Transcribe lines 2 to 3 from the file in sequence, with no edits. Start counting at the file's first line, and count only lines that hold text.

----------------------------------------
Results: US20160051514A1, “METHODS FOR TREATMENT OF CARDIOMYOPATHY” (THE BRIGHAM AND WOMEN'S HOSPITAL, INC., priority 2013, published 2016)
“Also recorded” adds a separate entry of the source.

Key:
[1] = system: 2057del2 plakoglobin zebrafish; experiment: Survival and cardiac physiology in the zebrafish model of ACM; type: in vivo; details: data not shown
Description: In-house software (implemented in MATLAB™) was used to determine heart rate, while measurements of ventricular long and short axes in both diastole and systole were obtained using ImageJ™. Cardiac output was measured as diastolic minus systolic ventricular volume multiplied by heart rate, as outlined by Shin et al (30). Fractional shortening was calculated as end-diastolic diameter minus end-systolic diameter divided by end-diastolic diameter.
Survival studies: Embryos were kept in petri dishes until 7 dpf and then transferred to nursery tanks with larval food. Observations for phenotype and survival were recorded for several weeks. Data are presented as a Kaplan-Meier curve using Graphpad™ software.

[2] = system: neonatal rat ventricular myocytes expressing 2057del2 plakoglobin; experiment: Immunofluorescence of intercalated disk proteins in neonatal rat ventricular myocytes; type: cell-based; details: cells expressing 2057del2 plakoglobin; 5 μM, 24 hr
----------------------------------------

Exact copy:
“Also recorded” adds a separate entry of the source.

Key: